Asia has overtaken Europe and the US by installing more new wind energy capacity in 2013 but the total number of new projects dipped last year, according to a new research report.
Preliminary estimates of newly installed worldwide wind power capacity in 2013 found that 35,572 MW of clean wind power was commissioned, which equates to 318,576 MW of global capacity to date.
According to the study carried out by EurObserv’ER, the Asian market appropriated just over 1 out of every 2 MW of installed capacity across the globe in 2013, giving it a market share of 51.2%
Europe clung on to the number two slot for installations with just over 1 out of every 3 MW installed – a 34.1 percent market share.
This contrasts with North America which took a nosedive because of a slump in installations, leaving it with less than 10 percent (9.3%) of the 2013 global market.
The other regions of the world trailing behind these three major zones mustered a 5.3% market share.
The Asian and European share of global capacity inched closer together, yet Europe still has the upper hand with a 38.3% share as opposed to Asia’s 36.4% share.
North America (including Mexico) has been outpaced in the three-horse race as it now only accounts for 22.3% of global wind power capacity.
For the first time since wind turbines entered the industrial era, its market registered a significant drop in installations of about 10 GW.
Its 2013 performance (35.6 GW) is even lower than that of 2009 and reflects the lack of continuity if not reversal of public renewable electricity promotion policies by a number of countries.
The decline of the global wind energy market in 2013 is largely attributed to the US market collapse that started at the beginning of the year.
The American Wind Energy Association (AWEA) reports that 1,084 MW of capacity was installed in 2013, compared to 13,078 MW in 2012.
The reason for the difference is the eleventh-hour extension of the federal Production Tax Credit (PTC) that was due to expire on December 31, 2012. The American Congress left it until January 2, 2013, to extend the PTC for another year.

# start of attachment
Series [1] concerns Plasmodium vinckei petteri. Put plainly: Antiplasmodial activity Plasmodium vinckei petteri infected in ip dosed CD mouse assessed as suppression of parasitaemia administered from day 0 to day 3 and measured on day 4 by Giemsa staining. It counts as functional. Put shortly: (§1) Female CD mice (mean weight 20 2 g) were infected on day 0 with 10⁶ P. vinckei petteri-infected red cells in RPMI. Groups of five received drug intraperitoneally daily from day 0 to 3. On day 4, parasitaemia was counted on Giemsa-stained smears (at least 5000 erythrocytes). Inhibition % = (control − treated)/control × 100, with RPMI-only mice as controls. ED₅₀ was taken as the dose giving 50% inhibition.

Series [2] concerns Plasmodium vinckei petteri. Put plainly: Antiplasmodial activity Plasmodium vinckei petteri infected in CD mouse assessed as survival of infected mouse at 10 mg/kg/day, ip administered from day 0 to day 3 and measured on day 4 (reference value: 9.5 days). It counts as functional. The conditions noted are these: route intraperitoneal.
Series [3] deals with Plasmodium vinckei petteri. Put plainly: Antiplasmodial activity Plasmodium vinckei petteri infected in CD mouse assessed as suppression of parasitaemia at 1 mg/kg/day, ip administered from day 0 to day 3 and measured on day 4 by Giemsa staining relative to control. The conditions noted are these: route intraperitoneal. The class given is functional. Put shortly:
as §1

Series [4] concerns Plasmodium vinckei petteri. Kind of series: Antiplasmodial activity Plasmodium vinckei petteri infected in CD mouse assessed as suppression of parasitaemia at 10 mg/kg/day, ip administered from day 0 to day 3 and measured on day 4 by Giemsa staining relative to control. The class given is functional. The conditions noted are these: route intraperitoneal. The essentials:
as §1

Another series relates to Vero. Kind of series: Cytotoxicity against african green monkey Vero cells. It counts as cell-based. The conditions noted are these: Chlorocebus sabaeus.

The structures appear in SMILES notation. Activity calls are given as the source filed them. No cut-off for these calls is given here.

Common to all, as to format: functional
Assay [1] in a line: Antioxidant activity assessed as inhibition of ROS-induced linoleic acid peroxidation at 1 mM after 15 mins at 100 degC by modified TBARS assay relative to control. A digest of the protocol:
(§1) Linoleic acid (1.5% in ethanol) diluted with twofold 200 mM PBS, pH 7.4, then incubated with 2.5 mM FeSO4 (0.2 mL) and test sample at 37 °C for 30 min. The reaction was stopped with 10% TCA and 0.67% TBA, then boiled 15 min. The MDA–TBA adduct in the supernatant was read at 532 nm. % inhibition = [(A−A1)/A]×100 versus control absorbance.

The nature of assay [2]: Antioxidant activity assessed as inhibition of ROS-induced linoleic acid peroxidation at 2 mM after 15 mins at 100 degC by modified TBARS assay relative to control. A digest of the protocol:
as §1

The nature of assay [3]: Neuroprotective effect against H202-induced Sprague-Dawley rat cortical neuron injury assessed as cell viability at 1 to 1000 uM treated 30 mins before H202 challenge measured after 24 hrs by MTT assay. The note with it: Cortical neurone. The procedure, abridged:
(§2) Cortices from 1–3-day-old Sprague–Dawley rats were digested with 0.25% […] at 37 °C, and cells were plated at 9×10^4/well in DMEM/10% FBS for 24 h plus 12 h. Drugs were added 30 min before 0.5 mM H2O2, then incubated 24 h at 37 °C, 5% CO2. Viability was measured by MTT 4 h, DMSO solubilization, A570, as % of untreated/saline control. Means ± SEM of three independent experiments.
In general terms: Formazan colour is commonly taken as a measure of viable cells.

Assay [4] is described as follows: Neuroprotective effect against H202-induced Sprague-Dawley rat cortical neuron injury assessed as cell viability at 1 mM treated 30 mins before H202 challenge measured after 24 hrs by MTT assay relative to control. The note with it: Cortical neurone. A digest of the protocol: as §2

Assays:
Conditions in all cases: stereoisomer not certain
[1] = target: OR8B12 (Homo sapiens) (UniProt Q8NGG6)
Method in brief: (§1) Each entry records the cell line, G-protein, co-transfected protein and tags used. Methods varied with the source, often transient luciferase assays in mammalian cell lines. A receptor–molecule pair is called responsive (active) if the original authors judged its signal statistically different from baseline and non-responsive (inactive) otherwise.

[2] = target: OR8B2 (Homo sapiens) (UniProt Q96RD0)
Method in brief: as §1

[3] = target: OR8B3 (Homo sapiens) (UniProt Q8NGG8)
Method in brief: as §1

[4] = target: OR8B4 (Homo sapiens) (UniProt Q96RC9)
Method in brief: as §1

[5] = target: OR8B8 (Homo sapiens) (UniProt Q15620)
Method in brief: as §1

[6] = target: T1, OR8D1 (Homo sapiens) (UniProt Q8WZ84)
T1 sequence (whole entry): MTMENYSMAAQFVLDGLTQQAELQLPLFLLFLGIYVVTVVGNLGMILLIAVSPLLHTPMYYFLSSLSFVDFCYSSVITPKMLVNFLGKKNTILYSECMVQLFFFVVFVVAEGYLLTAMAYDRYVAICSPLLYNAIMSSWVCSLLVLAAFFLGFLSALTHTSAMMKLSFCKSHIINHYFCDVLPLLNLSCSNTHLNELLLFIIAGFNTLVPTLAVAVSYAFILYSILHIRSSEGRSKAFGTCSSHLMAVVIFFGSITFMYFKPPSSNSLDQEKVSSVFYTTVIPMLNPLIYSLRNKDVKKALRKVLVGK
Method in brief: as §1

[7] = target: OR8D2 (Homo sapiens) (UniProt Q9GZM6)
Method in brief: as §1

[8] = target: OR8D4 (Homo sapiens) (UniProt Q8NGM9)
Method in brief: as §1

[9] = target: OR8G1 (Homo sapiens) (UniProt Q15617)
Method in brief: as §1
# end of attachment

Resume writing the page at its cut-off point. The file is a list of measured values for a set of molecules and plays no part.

The mechanism awards an incentive of 0.023 USD per kilowatt-hour for the first ten years of production. Because there were no financial guarantees, investors took a break from setting up new wind energy projects.
Bearing in mind the time it takes to organise new project applications, it was only in the last quarter of 2013 that the first projects started to come out of the ground.
While 2013 could be described as a disaster, 2014 is bound to be much better, as the American legislator’s 2012 tax law known as the “American Taxpayer Relief Act” (adopted in January 2013) added an important provision that makes all the plants under construction before January 1, 2014, eligible for PTC.
The AWEA identified 12,300 MW of wind power capacity under construction in some 20 American states as of December 31, 2013.
Fortunately, the 2013 global wind energy market was able to count on the resilience of the Chinese market, that according to the Global Wind Energy Council (GWEC), surged by 24.2%, rising from 12,960 MW in 2012 to 16,100 MW in 2013, taking capacity to date to 91,424 MW.
However, the China National Renewable Energy Centre reckons that 75,480 MW of capacity was actually connected to the grid, which means that installed capacity awaiting connection dropped below the 20% threshold.
The Chinese market appears to be showing signs of strength, boosted by the Government’s new commitment to 200 GW of wind turbines by 2020.
In 2013, the national components of the European market were much more volatile and more concentrated than of recent years, which point to a level of fragility.
The reason for this concentration is that in 2013 the two main European markets, Germany and the UK, accounted for more than half of the installed capacity in the EU.
The report says this trend gives cause for concern, because it is at odds with that of the past few years that tended to indicate wind power capacity build-up across a growing number of countries. This level of concentration has not been seen since 2007, when the German, Spanish and Danish markets were the sole drivers of European growth.
The momentum in Germany and the UK differ. A new installation record was set in Germany, while the UK market, which is still offshore-driven, looks to be down on its 2012 level. They are the only two countries to have exceeded the one gigawatt threshold for newly installed capacity, because Spain and Italy which shared this distinction in 2012, stalled badly in 2013.